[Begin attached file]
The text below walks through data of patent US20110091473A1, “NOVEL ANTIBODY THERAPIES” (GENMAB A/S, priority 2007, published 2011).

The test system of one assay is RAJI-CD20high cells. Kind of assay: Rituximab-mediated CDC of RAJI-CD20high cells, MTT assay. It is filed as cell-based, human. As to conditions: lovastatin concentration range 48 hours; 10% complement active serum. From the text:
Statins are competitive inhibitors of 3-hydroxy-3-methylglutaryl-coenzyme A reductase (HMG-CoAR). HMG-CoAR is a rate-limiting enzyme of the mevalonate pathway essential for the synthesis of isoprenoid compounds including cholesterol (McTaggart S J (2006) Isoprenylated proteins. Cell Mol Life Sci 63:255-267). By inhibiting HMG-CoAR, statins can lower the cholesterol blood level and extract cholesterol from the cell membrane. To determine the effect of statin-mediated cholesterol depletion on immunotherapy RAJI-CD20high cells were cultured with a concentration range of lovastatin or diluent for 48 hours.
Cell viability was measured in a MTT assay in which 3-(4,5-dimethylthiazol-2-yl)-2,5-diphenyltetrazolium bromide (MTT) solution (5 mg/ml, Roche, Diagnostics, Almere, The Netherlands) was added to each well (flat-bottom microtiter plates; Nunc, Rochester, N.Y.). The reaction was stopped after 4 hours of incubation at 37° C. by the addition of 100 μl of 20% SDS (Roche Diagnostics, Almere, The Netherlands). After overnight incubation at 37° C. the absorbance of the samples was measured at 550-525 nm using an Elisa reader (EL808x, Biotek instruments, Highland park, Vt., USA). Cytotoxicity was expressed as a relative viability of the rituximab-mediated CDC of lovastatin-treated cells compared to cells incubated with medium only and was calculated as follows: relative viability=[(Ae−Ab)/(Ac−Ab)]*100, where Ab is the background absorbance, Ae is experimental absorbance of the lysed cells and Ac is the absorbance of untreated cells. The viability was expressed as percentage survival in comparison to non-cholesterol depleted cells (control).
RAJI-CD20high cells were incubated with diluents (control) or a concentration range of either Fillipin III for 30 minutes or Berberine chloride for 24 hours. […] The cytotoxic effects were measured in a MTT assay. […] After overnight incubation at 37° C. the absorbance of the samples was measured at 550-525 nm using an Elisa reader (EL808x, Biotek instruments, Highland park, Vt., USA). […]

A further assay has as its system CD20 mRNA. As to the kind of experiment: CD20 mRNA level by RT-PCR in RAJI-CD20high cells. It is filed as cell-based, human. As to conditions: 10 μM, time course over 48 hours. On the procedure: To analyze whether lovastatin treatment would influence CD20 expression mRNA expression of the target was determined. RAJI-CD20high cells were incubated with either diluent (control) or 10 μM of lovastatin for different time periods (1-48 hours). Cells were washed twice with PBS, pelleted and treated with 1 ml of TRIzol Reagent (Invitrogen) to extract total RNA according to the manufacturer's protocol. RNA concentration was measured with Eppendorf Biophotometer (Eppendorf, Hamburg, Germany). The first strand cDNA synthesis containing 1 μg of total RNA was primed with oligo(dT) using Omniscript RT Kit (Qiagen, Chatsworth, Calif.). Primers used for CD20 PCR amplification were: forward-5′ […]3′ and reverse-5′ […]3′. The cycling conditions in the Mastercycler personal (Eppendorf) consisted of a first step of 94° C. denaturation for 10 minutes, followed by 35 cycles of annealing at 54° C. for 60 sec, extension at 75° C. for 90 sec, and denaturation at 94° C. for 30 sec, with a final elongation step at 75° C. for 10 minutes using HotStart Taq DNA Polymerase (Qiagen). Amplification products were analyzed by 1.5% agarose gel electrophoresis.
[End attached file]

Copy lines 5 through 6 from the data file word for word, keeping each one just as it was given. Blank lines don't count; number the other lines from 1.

RAJI-CD20high cells were incubated with diluents (control) or a concentration range of either Fillipin III for 30 minutes or Berberine chloride for 24 hours. […] The cytotoxic effects were measured in a MTT assay. […] After overnight incubation at 37° C. the absorbance of the samples was measured at 550-525 nm using an Elisa reader (EL808x, Biotek instruments, Highland park, Vt., USA). […]

A further assay has as its system CD20 mRNA. As to the kind of experiment: CD20 mRNA level by RT-PCR in RAJI-CD20high cells. It is filed as cell-based, human. As to conditions: 10 μM, time course over 48 hours. On the procedure: To analyze whether lovastatin treatment would influence CD20 expression mRNA expression of the target was determined. RAJI-CD20high cells were incubated with either diluent (control) or 10 μM of lovastatin for different time periods (1-48 hours). Cells were washed twice with PBS, pelleted and treated with 1 ml of TRIzol Reagent (Invitrogen) to extract total RNA according to the manufacturer's protocol. RNA concentration was measured with Eppendorf Biophotometer (Eppendorf, Hamburg, Germany). The first strand cDNA synthesis containing 1 μg of total RNA was primed with oligo(dT) using Omniscript RT Kit (Qiagen, Chatsworth, Calif.). Primers used for CD20 PCR amplification were: forward-5′ […]3′ and reverse-5′ […]3′. The cycling conditions in the Mastercycler personal (Eppendorf) consisted of a first step of 94° C. denaturation for 10 minutes, followed by 35 cycles of annealing at 54° C. for 60 sec, extension at 75° C. for 90 sec, and denaturation at 94° C. for 30 sec, with a final elongation step at 75° C. for 10 minutes using HotStart Taq DNA Polymerase (Qiagen). Amplification products were analyzed by 1.5% agarose gel electrophoresis.